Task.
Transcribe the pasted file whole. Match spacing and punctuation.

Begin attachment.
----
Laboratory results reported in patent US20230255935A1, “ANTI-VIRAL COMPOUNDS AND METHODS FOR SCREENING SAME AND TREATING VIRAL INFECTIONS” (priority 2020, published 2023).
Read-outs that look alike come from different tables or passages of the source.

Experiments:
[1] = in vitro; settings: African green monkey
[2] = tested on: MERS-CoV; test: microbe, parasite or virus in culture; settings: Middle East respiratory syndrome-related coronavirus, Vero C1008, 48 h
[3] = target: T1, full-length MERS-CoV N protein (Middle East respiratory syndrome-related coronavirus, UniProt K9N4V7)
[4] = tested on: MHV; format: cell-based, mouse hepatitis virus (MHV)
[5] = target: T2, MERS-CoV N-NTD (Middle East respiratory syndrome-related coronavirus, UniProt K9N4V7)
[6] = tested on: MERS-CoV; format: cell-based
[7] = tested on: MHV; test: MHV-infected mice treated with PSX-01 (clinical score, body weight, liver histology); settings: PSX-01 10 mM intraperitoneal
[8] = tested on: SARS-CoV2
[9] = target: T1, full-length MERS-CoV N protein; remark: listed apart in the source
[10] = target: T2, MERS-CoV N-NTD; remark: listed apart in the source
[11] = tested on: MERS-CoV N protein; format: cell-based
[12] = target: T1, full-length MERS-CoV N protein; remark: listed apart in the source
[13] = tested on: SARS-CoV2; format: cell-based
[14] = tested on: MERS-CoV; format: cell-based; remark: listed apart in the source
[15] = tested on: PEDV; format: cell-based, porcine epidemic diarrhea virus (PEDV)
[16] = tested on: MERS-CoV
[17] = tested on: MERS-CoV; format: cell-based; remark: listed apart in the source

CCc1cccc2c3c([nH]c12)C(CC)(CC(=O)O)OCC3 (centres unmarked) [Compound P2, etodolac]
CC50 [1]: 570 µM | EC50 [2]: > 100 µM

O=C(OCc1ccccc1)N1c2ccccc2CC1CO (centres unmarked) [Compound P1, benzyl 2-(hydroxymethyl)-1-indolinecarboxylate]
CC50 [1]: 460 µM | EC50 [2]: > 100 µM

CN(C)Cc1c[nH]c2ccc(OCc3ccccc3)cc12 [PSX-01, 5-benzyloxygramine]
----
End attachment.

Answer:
Laboratory results reported in patent US20230255935A1, “ANTI-VIRAL COMPOUNDS AND METHODS FOR SCREENING SAME AND TREATING VIRAL INFECTIONS” (priority 2020, published 2023).
Read-outs that look alike come from different tables or passages of the source.

Experiments:
[1] = in vitro; settings: African green monkey
[2] = tested on: MERS-CoV; test: microbe, parasite or virus in culture; settings: Middle East respiratory syndrome-related coronavirus, Vero C1008, 48 h
[3] = target: T1, full-length MERS-CoV N protein (Middle East respiratory syndrome-related coronavirus, UniProt K9N4V7)
[4] = tested on: MHV; format: cell-based, mouse hepatitis virus (MHV)
[5] = target: T2, MERS-CoV N-NTD (Middle East respiratory syndrome-related coronavirus, UniProt K9N4V7)
[6] = tested on: MERS-CoV; format: cell-based
[7] = tested on: MHV; test: MHV-infected mice treated with PSX-01 (clinical score, body weight, liver histology); settings: PSX-01 10 mM intraperitoneal
[8] = tested on: SARS-CoV2
[9] = target: T1, full-length MERS-CoV N protein; remark: listed apart in the source
[10] = target: T2, MERS-CoV N-NTD; remark: listed apart in the source
[11] = tested on: MERS-CoV N protein; format: cell-based
[12] = target: T1, full-length MERS-CoV N protein; remark: listed apart in the source
[13] = tested on: SARS-CoV2; format: cell-based
[14] = tested on: MERS-CoV; format: cell-based; remark: listed apart in the source
[15] = tested on: PEDV; format: cell-based, porcine epidemic diarrhea virus (PEDV)
[16] = tested on: MERS-CoV
[17] = tested on: MERS-CoV; format: cell-based; remark: listed apart in the source

CCc1cccc2c3c([nH]c12)C(CC)(CC(=O)O)OCC3 (centres unmarked) [Compound P2, etodolac]
CC50 [1]: 570 µM | EC50 [2]: > 100 µM

O=C(OCc1ccccc1)N1c2ccccc2CC1CO (centres unmarked) [Compound P1, benzyl 2-(hydroxymethyl)-1-indolinecarboxylate]
CC50 [1]: 460 µM | EC50 [2]: > 100 µM

CN(C)Cc1c[nH]c2ccc(OCc3ccccc3)cc12 [PSX-01, 5-benzyloxygramine]